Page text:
In 1963, the observations and the set of directions from 1909 were related to the eccentric and used in a new network adjustment . In the course of this work, the trigonometric point "Colpiner Forst I" was renamed to "Rauen, Rauener Berg" .
In 1967 further angle measurements were carried out from the Rauener Berg as part of the German-Polish connection. In 1971 and 1974 astronomical observations to determine the azimuth according to "Dannenberg, Torgelow" were carried out using two different methods. The trigonometric point "Rauener Berg" was the main point of the first order in the Astronomical Geodetic Network (AGN) of 1983, the uniform network of the Eastern European countries. The importance of the point is undisputed to this day, so that its continuation remains indispensable. For this reason, the first order fixed points will also be maintained in the state of Brandenburg in the future.
Observation towers at the trigonometric point
In the Rauenen Mountains there were towers at different times that were often used as lookout points. The purpose of their establishment, however, lies in other causes; it is often the task of land surveying . A report in the “Fürstenwalder Wochenblatt” mentioned a badly dilapidated tower as early as 1879. The exposed location and the fact that signal towers for national surveying have been erected since around 1860 suggest that it was used for surveying purposes. This knowledge is not certain.
In 1907 the military treasury erected a 44 m high observation tower above the trigonometric point "Rauener Berg". The elaborate wooden construction consisted of twelve wooden pillars and contained an observation platform at a height of 28 m. From this observation tower, trigonometric measurements were carried out between 1908 and 1913 on the Berlin – Schubin link. The tower was released to the public as a lookout tower.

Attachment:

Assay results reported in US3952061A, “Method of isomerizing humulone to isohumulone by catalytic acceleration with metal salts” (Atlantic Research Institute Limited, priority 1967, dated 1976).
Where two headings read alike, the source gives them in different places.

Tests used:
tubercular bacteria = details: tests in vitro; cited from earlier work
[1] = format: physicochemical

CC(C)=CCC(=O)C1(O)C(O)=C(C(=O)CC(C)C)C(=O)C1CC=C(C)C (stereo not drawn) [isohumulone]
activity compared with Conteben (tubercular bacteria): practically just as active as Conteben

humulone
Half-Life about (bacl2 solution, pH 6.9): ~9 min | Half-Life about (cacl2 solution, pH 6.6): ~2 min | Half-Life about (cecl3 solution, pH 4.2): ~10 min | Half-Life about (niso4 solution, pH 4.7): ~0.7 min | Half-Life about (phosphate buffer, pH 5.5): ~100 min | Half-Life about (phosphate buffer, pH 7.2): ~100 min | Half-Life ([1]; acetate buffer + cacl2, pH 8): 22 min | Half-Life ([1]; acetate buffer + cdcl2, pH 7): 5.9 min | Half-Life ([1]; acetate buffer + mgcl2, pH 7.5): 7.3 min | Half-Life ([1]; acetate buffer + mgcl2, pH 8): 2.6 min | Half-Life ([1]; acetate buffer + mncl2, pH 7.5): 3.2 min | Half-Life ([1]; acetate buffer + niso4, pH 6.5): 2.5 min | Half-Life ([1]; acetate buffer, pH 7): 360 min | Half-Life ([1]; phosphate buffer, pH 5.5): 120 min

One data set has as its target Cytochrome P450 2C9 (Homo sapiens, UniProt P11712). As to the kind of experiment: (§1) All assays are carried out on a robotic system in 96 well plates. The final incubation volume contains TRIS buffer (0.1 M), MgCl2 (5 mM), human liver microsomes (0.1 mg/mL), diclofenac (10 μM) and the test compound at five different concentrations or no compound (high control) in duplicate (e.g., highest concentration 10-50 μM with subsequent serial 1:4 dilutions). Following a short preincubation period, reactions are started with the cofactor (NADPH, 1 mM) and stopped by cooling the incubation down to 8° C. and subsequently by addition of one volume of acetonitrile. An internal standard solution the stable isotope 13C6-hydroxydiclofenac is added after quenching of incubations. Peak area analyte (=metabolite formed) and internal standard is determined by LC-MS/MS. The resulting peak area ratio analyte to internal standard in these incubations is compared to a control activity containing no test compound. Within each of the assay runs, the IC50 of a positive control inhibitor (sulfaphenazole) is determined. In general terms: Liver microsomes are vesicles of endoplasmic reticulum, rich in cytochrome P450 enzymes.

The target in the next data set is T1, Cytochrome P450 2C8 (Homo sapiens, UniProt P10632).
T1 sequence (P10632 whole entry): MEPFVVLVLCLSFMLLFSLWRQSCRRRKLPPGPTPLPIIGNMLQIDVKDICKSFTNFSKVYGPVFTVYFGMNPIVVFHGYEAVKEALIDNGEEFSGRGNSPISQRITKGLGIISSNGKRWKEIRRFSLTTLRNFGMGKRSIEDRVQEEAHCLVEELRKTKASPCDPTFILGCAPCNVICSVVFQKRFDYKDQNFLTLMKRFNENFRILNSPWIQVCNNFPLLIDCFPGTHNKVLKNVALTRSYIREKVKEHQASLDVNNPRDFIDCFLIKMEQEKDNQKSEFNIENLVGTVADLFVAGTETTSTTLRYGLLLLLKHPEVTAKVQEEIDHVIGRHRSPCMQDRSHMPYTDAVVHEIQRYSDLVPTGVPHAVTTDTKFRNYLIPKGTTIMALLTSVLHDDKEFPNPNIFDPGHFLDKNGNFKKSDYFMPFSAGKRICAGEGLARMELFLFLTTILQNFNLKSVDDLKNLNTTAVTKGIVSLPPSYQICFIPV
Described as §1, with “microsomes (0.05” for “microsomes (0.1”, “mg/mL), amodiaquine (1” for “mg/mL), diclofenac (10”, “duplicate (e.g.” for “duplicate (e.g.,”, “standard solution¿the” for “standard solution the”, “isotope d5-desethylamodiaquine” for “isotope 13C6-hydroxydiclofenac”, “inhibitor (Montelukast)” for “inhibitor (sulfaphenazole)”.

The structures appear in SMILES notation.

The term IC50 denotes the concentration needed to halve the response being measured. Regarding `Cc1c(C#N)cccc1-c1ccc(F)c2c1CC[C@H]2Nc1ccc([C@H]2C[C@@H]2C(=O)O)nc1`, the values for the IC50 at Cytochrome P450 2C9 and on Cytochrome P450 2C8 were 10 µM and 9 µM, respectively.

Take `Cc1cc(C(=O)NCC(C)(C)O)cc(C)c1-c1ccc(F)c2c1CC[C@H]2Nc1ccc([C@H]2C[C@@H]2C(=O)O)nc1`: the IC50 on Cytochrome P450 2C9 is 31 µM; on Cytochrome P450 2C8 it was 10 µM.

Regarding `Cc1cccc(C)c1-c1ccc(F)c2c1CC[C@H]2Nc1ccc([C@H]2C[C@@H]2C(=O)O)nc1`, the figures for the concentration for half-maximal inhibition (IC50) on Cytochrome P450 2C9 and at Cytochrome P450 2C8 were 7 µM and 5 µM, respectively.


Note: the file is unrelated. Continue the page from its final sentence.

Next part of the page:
Since the beginning of the 20th century, there have been intensive efforts to build a Bismarck tower in the Rauenen Mountains. A citizens' association in Rauen planned the construction of a massive Bismarck tower made of stone, which was never realized due to lack of money. The trigonometric signal tower is sometimes referred to as the Bismarck tower in illustrations.
After the tower had become impassable due to a lightning strike in 1920, a new wooden tower was built on August 20, 1922. Although often referred to as a lookout tower, it was again used for triangulation . The tower had six pillars. The construction consisted of two three-sided pyramids; on the tips of which the signal and instrument platforms were anchored. It is not known how long this 21 m high observation and signal tower was used.
During the Second World War , there was evidence of a 35 m high wooden watchtower, which was provided with a pulpit for air space observation at a height of 30 m. Later a log house and a 50 to 60 m high square steel tower secured by tension ropes were added at the foot of the tower.